A newly issued report says Washington state provides one of America’s best settings for expanding the frontiers of quantum information science — but those frontiers are so strange and new that it’s hard to get a handle on their potential.

The technology landscape report, titled “Quantum Information Sciences in Washington State,” was prepared by analysts at Moonbeam for the Washington Technology Industry Association’s Advanced Technology Cluster — and issued by the WTIA in conjunction with this week’s Northwest Quantum Nexus Summit at the University of Washington.

Formed in 2019, the Northwest Quantum Nexus’ membership shows why the region is well-suited to play a leading role in the quantum revolution.

NQN’s partners include Microsoft and Amazon Web Services, which have both rolled out cloud-based quantum computing platforms; Pacific Northwest National Laboratory, which is working on a range of quantum applications for national security purposes; and premier research institutions including UW and Washington State University.

“This report validates our thesis that Washington state has the right mix of organizations and capabilities — ranging from startups to legacy enterprises — to ensure Washington becomes a global leader in both quantum adoption and commercialization,” WTIA’s CEO, Michael Schutzler, said in a news release.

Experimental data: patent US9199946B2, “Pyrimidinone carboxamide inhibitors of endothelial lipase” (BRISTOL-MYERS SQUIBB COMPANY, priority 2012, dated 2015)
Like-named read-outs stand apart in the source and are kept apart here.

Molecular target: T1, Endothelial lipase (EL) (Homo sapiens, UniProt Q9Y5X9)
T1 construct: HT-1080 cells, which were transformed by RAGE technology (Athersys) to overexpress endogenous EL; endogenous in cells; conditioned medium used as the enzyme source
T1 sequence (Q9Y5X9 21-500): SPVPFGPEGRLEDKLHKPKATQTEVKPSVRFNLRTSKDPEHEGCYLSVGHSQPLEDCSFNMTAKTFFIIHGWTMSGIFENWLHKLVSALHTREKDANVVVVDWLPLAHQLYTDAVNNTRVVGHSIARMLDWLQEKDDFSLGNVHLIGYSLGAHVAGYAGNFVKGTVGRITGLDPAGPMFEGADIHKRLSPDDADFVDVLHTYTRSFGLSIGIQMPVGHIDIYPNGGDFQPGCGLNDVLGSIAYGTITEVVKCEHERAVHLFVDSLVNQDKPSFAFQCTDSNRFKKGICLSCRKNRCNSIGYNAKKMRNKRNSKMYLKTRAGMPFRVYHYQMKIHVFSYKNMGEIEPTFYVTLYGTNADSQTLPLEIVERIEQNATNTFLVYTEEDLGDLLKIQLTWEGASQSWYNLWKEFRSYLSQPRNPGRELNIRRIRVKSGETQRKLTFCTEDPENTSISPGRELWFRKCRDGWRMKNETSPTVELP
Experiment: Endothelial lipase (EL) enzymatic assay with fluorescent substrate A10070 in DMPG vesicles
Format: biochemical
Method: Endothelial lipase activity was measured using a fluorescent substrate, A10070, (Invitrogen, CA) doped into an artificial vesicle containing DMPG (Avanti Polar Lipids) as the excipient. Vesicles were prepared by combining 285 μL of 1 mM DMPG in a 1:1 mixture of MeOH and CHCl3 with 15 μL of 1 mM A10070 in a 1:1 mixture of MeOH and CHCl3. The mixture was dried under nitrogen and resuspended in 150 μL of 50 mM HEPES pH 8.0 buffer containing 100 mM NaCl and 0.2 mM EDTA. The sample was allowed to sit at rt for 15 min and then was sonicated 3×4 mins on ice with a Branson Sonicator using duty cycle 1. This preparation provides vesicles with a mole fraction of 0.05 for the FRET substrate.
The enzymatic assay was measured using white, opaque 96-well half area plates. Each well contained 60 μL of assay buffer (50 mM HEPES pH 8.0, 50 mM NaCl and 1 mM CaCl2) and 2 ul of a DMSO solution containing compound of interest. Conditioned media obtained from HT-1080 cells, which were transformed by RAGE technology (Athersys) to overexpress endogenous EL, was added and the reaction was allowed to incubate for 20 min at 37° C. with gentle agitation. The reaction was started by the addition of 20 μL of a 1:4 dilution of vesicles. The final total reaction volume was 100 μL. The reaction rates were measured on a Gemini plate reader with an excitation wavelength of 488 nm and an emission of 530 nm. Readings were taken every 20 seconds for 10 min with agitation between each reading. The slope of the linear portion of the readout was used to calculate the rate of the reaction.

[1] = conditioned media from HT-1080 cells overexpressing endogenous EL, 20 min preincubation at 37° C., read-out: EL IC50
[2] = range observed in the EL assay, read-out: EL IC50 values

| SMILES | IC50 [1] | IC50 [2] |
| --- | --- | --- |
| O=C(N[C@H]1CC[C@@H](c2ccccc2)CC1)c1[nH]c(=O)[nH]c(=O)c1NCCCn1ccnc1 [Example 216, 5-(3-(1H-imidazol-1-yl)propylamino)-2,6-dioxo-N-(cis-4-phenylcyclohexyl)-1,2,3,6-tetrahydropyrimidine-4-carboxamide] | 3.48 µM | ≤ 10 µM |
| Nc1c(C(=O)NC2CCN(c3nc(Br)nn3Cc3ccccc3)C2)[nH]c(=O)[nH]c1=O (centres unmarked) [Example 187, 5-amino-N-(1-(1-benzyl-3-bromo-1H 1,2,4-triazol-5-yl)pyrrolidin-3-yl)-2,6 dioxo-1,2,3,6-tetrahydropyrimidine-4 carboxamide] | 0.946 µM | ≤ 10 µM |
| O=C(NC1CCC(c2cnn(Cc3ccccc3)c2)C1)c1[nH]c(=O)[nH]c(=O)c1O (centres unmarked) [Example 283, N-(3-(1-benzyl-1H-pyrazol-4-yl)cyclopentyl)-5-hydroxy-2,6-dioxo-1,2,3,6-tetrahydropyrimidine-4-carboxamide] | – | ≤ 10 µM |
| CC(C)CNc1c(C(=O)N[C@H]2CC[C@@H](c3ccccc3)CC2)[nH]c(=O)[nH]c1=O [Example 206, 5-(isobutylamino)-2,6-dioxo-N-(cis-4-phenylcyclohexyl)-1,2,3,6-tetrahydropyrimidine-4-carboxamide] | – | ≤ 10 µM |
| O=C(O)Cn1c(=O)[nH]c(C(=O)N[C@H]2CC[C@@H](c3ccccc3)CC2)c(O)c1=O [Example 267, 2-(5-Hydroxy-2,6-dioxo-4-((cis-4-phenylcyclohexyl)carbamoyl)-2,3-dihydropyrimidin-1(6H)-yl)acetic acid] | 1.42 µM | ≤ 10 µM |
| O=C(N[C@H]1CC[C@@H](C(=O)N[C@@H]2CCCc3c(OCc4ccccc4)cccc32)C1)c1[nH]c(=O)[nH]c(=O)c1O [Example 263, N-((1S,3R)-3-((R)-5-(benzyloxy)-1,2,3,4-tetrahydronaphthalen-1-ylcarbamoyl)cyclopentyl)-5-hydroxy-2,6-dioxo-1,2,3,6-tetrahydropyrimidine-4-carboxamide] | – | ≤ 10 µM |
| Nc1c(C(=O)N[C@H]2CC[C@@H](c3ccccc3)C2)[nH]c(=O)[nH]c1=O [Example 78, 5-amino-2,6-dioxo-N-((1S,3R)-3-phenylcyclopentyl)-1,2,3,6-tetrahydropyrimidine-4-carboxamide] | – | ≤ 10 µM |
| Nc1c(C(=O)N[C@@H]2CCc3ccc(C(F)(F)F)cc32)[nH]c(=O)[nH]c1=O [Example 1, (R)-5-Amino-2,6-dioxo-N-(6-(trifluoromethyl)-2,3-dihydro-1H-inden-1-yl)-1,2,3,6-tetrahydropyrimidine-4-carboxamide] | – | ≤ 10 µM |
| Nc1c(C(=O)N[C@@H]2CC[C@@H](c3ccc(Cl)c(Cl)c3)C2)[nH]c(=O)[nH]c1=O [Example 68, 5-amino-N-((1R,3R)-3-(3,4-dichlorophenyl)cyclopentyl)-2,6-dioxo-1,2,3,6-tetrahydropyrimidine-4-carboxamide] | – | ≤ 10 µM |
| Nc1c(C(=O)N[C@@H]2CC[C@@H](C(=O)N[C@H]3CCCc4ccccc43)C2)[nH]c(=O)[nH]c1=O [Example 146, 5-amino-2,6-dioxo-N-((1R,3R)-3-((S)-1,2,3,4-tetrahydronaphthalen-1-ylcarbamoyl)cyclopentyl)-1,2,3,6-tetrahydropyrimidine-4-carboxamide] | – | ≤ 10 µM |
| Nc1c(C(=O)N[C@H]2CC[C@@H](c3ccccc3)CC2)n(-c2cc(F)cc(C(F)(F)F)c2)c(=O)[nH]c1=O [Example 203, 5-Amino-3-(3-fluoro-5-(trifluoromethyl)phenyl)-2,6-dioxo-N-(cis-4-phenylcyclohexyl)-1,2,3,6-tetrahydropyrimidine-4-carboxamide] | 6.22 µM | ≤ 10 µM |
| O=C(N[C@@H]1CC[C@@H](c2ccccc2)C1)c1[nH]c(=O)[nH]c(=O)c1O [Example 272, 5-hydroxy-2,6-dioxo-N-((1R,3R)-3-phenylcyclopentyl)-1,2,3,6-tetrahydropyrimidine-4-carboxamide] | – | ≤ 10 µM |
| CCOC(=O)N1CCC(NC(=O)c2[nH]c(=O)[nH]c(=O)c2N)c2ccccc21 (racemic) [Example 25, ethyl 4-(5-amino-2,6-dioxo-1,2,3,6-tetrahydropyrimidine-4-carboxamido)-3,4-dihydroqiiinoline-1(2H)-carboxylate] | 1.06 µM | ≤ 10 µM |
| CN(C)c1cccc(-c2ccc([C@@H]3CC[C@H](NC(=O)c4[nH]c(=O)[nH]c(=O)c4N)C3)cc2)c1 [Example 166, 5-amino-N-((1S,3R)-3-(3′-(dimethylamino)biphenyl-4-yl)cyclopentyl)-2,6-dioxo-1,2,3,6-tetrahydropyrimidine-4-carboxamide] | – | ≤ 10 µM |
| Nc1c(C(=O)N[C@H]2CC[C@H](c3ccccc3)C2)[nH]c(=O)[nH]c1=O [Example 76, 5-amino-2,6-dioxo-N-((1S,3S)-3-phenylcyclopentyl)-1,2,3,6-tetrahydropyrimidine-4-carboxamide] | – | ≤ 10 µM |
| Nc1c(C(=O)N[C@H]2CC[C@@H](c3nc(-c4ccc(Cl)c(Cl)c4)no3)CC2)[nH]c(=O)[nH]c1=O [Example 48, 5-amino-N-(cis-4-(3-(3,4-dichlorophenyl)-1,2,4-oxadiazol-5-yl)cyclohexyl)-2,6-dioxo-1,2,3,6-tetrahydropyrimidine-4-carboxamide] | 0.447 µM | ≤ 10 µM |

But the report also says the state’s tech ventures aren’t taking full advantage of homegrown talent.

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First Mode goes all in on clean energy for heavy industry

Seattle-based First Mode and Anglo American have closed a complicated $1.5 billion transaction that will remake First Mode as a clean-energy company for heavy industry — and shift its headquarters to London.

Anglo American, a global mining company, is now First Mode’s majority shareholder. The change of status was reflected in a filing with the Securities and Exchange Commission, which reported a $1.184 billion equity offering sold to Anglo American. That’s in addition to a $200 million cash injection that Anglo American is providing, First Mode spokeswoman Colleen Rubart told me in an email.

Rubart said the balance of the $1.5 billion comes in the form of contributions of intellectual property, contracts, facilities and other assets from both of the parties involved in the deal. The deal closed on Jan. 5, she said.

The business combination, which was announced last year, blends First Mode’s engineering operation with Anglo American’s nuGen effort to develop a zero-emission system for hauling ore. First Mode created the hydrogen-fueled hybrid powerplant for Anglo American’s nuGen mining truck, which made its debut in South Africa last year as the world’s largest zero-emission vehicle.

Going forward, First Mode will supply nuGen systems to Anglo American. The project will include the retrofit of about 400 ultra-class haul trucks with First Mode’s powerplant, plus the provision of infrastructure for hydrogen production, refueling and battery recharging.

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NASA and DARPA team up on nuclear rocket program

The Defense Advanced Research Projects Agency has taken on NASA as a partner for a project aimed at demonstrating a nuclear-powered rocket that could someday send astronauts to Mars.